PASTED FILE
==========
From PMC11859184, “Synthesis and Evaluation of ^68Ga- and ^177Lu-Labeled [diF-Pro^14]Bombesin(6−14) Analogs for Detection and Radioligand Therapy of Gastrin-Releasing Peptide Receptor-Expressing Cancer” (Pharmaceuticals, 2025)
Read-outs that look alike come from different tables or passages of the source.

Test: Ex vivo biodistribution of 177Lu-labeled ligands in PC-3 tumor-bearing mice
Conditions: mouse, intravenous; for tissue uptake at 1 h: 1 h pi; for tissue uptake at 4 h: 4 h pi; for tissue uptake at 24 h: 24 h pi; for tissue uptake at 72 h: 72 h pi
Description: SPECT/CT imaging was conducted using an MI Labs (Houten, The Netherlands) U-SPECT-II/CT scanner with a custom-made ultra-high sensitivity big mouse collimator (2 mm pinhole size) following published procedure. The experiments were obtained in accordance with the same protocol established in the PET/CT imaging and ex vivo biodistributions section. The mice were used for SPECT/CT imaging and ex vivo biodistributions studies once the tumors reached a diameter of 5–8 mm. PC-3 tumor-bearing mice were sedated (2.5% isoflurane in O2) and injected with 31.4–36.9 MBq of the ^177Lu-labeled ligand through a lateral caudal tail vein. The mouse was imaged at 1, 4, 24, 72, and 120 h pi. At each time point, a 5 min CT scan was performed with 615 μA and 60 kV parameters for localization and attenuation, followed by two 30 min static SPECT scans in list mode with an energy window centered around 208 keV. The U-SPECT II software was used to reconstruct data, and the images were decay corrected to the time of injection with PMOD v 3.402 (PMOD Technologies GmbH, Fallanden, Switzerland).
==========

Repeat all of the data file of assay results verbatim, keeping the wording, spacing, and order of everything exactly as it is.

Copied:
From PMC11859184, “Synthesis and Evaluation of ^68Ga- and ^177Lu-Labeled [diF-Pro^14]Bombesin(6−14) Analogs for Detection and Radioligand Therapy of Gastrin-Releasing Peptide Receptor-Expressing Cancer” (Pharmaceuticals, 2025)
Read-outs that look alike come from different tables or passages of the source.

Test: Ex vivo biodistribution of 177Lu-labeled ligands in PC-3 tumor-bearing mice
Conditions: mouse, intravenous; for tissue uptake at 1 h: 1 h pi; for tissue uptake at 4 h: 4 h pi; for tissue uptake at 24 h: 24 h pi; for tissue uptake at 72 h: 72 h pi
Description: SPECT/CT imaging was conducted using an MI Labs (Houten, The Netherlands) U-SPECT-II/CT scanner with a custom-made ultra-high sensitivity big mouse collimator (2 mm pinhole size) following published procedure. The experiments were obtained in accordance with the same protocol established in the PET/CT imaging and ex vivo biodistributions section. The mice were used for SPECT/CT imaging and ex vivo biodistributions studies once the tumors reached a diameter of 5–8 mm. PC-3 tumor-bearing mice were sedated (2.5% isoflurane in O2) and injected with 31.4–36.9 MBq of the ^177Lu-labeled ligand through a lateral caudal tail vein. The mouse was imaged at 1, 4, 24, 72, and 120 h pi. At each time point, a 5 min CT scan was performed with 615 μA and 60 kV parameters for localization and attenuation, followed by two 30 min static SPECT scans in list mode with an energy window centered around 208 keV. The U-SPECT II software was used to reconstruct data, and the images were decay corrected to the time of injection with PMOD v 3.402 (PMOD Technologies GmbH, Fallanden, Switzerland).